The configuration file happens to be unsecured and is simply a “text file encoded in Base64 with a parameter on its own line”.

Ratsnif could also cause a memory red violation owing it to a bug, when parsing a specific parameter (“dwn_ip’). Due to this the value’s passed as a string when it should be a pointer to a string.

According to the analyzers, the 2016 versions of Ratsnif contained all packets to a PCAP file but the 2018 version employs multiple sniffer classes for wresting sensitive information from packets.

This lowers the amount of data the attacker requires to collect, exfiltrate and process and also shows what information the attacker is after.

Ratsnif has done an essentially tremendous job at staying out of the limelight. Nonetheless it is not up to the standards of OceanLotus’ other malware endeavors.


TP-Link Wi-Fi Extenders: Detected With Vulnerability Making Them Hacker Prone!




The popular router company left its users shocked when researchers discovered a crucial vulnerability with its Wi-Fi extenders.

The vulnerability immensely compromised the extender to the hacker and let them have entire control of the device.

Victim’s traffic could easily be redirected via the taking over of the extender and could lead them to malware, the researchers cited.

To enhance the range of the Wi-Fi signals these extenders are used to “extend” the range. They provide a significant boot in the signal’s strength.

Security cameras, doorbells and other security equipment could easily be connected via the extender to the router.


But quite like the routers they are prone to vulnerabilities and need to be maintained and patched from time to time to ensure a safe network.

Allegedly, the particular extenders that were affected were the RE365, the RE350, the RE650 and the RE500.

According to sources, the researchers who were behind the digging up of this glitch belong to IBM’s X-Force of researchers.

 Ever since then IBM collectively with TP-Link has released updates for the affected users.

The to-be attackers don’t necessarily need to be within the range of the Wi-Fi extender for him to exploit the weakness.

The attacks procedure begins with the hacker sending a malicious HTTP request to the Wi-Fi extender.

 The vulnerability in turn aids the attacker to execute such commands form the request which is not the case with proper extenders which have limited access.

The attacker would need to know the extender’s IP address to abuse the vulnerability. Thousands of exposed devices could be easily found on “Shodan” and similar search engines.

The misuse of the vulnerability is not only limited to malicious code execution or simple taking control of the extender.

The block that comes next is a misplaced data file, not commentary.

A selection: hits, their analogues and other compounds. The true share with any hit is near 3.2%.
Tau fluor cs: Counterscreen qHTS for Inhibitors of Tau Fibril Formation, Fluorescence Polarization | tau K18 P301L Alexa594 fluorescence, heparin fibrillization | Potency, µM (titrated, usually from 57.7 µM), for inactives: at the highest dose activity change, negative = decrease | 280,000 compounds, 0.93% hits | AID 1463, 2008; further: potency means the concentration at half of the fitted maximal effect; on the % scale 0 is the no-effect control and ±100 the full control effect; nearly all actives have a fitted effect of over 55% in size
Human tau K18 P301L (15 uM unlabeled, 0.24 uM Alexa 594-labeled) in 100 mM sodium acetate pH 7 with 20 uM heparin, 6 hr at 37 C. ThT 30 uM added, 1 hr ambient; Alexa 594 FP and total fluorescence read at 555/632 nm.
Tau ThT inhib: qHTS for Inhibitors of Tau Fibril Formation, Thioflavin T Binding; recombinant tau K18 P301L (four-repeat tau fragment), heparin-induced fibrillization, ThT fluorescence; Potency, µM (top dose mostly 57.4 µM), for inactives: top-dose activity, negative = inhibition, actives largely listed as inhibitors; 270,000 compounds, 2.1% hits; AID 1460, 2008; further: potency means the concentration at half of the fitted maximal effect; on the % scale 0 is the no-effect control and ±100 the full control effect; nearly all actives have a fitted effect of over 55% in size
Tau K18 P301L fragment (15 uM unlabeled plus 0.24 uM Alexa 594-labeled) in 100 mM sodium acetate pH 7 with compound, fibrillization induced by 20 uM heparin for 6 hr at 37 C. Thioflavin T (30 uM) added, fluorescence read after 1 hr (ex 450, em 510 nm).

More sophisticated malicious activity could also be followed through using shell commands on the device’s operating system, sources cited.

Also creating a botnet out of the extender and redirecting the users to malicious pages are other things on the list of probable attacks.

Javascript-Based Trojan Disguised As Game Cheats By Attackers




Researchers have made a recent discovery on a modular downloader Trojan based on a new Javascript, disguised and circulated to target as game cheats by means of websites and owned by its designers.

They found that the Trojan dubbed as MonsterInstall — utilizes Node.js to execute itself especially on the victim's machines.

Found by Yandex, the malware was sent over to Doctor Web's research team for further investigation together with a little extra data on how the Trojan sample was distributed.

The MonsterInstall downloader Trojan after launch is known to 'gain persistence' by adding itself to the already infected computer's autorun to naturally be launched after the machine is rebooted.

It begins by gathering the system information and sends it to its command and-control (C&C) server, "In response, it receives links to the Trojan’s worker and updater modules, unpacks them and installs them into the system."

"When users attempt to download a cheat they download a password-protected 7zip archive to their computers , inside which there is an executable file; which upon launch, downloads the requested cheats alongside other Trojan’s components," says Doctor Web.

The Trojan at that point grabs every one of the segments it needs, to play out its pernicious undertakings with the crypto mining module being downloaded as xmrig.dll that will end xmr, xmr64, and windows-update processes it discovers running on the compromised system.

"Developers of this malware own several websites with game cheats, which they use to spread the malware, but they also infect other similar websites with the same Trojan. According to SimilarWeb’s statistics, users browse these websites at least 127,400 times per month," also note the Doctor Web researchers.